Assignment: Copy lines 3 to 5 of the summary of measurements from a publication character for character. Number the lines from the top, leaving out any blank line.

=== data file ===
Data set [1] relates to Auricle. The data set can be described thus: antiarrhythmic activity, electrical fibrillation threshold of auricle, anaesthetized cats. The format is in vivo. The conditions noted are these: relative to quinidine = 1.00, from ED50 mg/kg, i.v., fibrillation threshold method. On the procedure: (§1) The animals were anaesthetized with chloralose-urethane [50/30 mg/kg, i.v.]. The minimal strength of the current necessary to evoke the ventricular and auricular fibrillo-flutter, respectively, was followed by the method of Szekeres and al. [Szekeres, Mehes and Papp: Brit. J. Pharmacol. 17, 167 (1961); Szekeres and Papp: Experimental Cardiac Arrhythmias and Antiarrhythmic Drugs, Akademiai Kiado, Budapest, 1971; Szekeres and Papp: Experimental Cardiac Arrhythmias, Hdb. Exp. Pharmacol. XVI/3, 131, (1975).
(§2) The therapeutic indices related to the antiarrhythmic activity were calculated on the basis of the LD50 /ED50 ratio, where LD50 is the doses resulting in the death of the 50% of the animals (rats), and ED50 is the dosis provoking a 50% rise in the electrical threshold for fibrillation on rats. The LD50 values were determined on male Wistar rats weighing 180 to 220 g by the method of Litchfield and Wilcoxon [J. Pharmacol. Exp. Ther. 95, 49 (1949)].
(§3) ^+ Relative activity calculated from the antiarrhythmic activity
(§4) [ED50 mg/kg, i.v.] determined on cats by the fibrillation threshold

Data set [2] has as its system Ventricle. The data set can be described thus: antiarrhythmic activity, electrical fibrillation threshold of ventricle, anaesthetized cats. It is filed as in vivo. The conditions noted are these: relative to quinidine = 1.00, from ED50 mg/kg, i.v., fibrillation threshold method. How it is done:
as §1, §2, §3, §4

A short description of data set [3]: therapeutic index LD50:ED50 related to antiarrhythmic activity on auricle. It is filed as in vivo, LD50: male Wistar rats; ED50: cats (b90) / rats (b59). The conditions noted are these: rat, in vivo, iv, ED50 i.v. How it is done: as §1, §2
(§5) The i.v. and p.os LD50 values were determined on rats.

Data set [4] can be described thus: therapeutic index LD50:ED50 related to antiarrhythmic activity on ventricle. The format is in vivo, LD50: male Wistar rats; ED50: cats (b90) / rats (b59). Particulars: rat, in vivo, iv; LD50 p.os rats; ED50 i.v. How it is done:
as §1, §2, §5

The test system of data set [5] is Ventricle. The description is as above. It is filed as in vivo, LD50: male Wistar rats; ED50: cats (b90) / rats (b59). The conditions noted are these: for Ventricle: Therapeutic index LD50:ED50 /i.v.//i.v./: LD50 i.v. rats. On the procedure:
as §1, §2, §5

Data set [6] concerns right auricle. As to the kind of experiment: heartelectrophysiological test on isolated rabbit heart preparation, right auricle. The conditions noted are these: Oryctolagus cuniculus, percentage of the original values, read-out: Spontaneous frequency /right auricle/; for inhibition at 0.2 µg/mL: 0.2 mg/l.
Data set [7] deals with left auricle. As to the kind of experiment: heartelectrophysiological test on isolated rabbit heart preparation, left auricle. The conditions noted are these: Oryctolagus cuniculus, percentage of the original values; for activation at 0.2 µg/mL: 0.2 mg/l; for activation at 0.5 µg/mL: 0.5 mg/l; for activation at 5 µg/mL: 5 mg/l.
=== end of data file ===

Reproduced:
(§3) ^+ Relative activity calculated from the antiarrhythmic activity
(§4) [ED50 mg/kg, i.v.] determined on cats by the fibrillation threshold

Data set [2] has as its system Ventricle. The data set can be described thus: antiarrhythmic activity, electrical fibrillation threshold of ventricle, anaesthetized cats. It is filed as in vivo. The conditions noted are these: relative to quinidine = 1.00, from ED50 mg/kg, i.v., fibrillation threshold method. How it is done: